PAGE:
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Monday, December 2, 2019

What I'm Reading: The Boatman's Daughter

Today I have my latest Booklist review and it is so good that I am calling it now-- this title will be among the best books of 2020 next year. Think I'm overreacting? Well, when this author's first book came out, I knew absolutely nothing about the author or the book and it blew me away immediately. That title went on to be one of the most critically acclaimed horror debuts of the year and led to the author signing a 2 book, major publisher deal. [Links below] So, lesson here: listen to Becky. and read the review below, which as always is my longer, draft review with added information to help you help patrons. You don't want to get behind the curve so early in the year.

The Boatman’s Daughter.

Davidson, Andy (author).

Feb. 2020. 416p. Farrar/MCD, paper, $16 (9780374538552)
First published December 1, 2019 (Booklist).
Davidson [In the Valley of the Sun] presents another hauntingly lyrical story that is dripping with atmosphere, in which the complicated characters and foreboding setting take the lead, draw readers in and envelope them in this brutal yet beautiful tale. Told through an omniscient lens, readers are introduced to a broken town, deep in the bayous and along the river banks of Southwestern Arkansas. Miranda ferries contraband for a corrupt sheriff and a ne'er-do-well preacher, trying her best to make a living among the dense forests, winding rivers, and run down buildings. A stormy, tragic evening, 11 years prior, set Miranda's life on this path, and she cannot break free for many reasons, some apparent, some hidden by or from her, and even a few that are tied down by a dark magic. The novel, centered around Miranda's final three runs, uses these criminal endeavors to tell the story of the interconnected characters and a place across generations, revealing the sins, secrets and magic, recounting brutal violence and desperation but also love and forgiveness. It is a story of monsters, both human and supernatural, where no one is innocent and yet, the lines between good and evil are still clearly drawn. Told with a restraint in the narration, a storytelling style where no detail is unnecessary, a slow burn that explodes at the novel’s mid-point, making room for the plot and the pacing to breathe and unravel toward the novel’s satisfying conclusion, this is a confidently told narrative that fully embraces its roots in the horror genre while also claiming a rightful place alongside Southern Gothic classics of the 21st Century such as Sing, Unburied, Sing by Ward, Winter’s Bone by Woodrell, and A Land More Kind Than Home by Cash.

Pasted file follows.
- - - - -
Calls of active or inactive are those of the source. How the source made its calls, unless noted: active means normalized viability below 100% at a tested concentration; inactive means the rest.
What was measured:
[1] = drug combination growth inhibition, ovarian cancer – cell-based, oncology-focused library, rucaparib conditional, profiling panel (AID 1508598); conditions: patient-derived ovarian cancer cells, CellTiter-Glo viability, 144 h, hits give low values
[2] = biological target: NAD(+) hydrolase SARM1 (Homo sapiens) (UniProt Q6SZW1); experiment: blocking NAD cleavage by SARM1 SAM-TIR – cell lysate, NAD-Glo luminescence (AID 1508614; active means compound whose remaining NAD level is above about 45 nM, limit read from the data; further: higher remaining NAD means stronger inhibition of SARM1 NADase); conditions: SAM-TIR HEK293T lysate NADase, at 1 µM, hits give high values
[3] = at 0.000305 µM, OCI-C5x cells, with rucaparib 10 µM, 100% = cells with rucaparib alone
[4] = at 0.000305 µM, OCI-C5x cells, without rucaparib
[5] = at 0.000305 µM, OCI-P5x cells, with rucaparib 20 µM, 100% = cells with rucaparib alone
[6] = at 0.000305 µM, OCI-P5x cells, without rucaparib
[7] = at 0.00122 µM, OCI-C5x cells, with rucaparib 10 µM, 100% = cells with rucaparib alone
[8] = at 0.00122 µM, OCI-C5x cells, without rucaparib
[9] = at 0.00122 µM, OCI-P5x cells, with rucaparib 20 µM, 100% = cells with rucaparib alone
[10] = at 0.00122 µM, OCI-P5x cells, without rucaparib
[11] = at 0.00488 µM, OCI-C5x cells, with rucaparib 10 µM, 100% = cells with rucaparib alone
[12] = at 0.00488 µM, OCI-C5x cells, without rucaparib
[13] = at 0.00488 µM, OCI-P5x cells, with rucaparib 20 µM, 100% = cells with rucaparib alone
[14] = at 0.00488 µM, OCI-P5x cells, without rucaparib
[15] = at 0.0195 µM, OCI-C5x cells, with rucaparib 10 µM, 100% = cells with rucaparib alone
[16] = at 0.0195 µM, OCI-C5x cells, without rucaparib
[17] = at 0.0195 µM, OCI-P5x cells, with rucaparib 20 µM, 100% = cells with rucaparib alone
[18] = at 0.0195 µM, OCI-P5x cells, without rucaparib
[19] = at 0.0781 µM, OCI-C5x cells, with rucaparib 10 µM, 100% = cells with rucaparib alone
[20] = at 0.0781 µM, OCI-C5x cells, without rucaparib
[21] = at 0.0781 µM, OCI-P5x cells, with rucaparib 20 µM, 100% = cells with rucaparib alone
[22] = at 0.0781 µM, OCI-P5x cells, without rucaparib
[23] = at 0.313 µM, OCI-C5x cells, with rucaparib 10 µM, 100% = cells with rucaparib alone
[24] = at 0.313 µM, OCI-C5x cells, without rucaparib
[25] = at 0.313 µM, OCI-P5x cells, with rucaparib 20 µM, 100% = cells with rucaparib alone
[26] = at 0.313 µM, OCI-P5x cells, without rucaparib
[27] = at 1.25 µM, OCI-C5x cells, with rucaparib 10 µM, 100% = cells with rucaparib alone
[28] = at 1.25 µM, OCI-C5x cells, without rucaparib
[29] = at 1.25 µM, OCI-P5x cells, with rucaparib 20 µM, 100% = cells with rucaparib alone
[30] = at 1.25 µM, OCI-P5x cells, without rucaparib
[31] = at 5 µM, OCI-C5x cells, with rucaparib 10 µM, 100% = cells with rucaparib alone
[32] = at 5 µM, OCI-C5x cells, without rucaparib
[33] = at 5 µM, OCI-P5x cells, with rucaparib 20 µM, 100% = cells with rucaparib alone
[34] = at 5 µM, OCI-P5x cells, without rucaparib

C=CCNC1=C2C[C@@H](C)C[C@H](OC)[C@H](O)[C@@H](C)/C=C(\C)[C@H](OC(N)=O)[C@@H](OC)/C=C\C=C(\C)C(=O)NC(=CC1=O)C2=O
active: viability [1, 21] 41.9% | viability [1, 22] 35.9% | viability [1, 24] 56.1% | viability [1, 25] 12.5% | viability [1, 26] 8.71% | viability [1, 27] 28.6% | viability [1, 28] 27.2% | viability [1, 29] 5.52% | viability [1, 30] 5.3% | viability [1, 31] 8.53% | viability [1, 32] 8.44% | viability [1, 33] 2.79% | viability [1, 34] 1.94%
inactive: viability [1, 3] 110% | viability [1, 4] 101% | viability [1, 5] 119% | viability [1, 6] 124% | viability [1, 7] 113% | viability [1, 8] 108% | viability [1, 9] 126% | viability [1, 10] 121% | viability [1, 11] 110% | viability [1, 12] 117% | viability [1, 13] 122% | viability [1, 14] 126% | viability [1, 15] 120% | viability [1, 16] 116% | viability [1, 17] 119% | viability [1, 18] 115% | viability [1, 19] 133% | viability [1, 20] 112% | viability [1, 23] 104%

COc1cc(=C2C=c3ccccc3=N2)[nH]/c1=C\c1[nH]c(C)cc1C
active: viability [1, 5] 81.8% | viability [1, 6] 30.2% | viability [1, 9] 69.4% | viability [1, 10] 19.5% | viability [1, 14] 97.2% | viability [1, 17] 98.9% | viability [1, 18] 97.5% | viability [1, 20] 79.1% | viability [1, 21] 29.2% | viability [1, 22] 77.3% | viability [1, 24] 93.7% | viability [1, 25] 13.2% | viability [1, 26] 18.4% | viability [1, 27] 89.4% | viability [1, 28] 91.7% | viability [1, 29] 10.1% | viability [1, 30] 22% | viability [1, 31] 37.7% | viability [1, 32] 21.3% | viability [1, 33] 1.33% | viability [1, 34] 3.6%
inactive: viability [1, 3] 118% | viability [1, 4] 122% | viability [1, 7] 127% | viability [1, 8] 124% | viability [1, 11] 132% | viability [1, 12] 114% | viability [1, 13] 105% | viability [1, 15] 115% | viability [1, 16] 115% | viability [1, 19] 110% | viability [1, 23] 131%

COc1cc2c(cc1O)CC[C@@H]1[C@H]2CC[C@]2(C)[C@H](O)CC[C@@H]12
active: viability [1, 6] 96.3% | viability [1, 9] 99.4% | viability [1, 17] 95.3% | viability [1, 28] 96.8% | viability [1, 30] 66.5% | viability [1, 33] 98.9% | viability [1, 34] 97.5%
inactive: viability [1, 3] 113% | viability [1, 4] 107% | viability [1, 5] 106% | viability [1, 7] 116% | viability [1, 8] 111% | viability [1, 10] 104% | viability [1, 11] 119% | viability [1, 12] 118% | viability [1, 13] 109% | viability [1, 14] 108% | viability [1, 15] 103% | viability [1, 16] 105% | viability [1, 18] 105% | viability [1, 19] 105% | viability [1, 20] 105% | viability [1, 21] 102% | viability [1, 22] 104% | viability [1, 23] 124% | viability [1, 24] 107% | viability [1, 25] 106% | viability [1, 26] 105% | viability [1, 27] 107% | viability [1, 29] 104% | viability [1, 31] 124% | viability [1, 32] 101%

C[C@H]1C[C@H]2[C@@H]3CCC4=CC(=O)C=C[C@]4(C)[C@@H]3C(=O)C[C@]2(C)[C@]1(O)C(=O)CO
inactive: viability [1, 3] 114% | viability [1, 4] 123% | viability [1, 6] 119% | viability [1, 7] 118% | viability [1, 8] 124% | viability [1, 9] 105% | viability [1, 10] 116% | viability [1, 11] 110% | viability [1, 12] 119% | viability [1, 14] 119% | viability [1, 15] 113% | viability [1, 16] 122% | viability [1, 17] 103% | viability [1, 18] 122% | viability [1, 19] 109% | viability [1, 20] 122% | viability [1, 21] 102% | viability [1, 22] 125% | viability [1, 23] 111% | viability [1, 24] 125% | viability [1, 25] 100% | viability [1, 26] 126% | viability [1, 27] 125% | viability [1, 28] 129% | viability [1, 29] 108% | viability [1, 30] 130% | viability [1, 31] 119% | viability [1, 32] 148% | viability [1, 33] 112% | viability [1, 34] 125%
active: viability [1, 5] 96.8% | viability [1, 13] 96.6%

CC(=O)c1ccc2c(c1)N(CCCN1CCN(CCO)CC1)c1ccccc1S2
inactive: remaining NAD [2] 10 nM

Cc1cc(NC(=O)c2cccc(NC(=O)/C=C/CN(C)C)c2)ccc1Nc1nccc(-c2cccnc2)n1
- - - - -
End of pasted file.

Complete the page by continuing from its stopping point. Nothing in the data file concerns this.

Further Appeal:  This is Davidson's second novel and I am telling you, I LOVED his debut, but this one is better. It is a crime novel with a fairy tale, timeless feel [although it appears to be 1979-80 where the "present" action takes place, if you follow the scant clues and do the math]. And there are  non-negotiable supernatural elements. This is not a Tremblay book where it could be real or it could be supernatural and you get to decide...Nope. There are monsters here. Actual monsters.

I would like to address the timeless, fairy tale tone. I tried to portray that feel in the review but I don't get many words and I wanted to make sure to be explicit here. It is Southern Gothic meets Fairytale.

The book builds world details and characters relentlessly for the first half of the book. The storytelling moves it along, but it is at a steady, not brisk pace. And the thing is, the details will all matter....every...single...one. There is a literally breaking point in the middle of the book [almost exactly] where the story explodes and races to its conclusion.

The Boatman's Daughter is an immersive reading experience that will envelop readers in every facet, with its setting, characters, storyline, tone, message, all of it. And it will leave you thinking about many real world issues in its wake.

Three Words That Describe This Book: lyrical, haunting, complex characters

Readalikes: I give you three above. I also have more in the In the Valley of the Sun review. Check all of those out. But the three in the review, taken together represent this title very well. Also, those 3 readalikes are all titles that have done very well with a public library audience; therefore, I would argue, so will this one.

I also think that fans of Lauren Groff's The Monsters of Templeton or anything by Karen Russell will enjoy this title too. In fact, I also love Russell and that link goes to any time I have mentioned her as a readalike or reviewed her books, leading you to many more options.

I would also like to mention how happy I have been with the books under the MCDxFSG imprint. I would highly suggest anything that comes from them. I recently reviewed Tinfoil Butterfly by Moulton and I am a huge fan of The Grip of It by Jemc. But all of the titles. They are all different in plot, but very similar in feel. They are all atmospheric, lyrical, character centered, and very unsettling. I don't usually make an overarching "imprint" readalike but MCD as an imprint is a great resource for more readalikes, at least right now.

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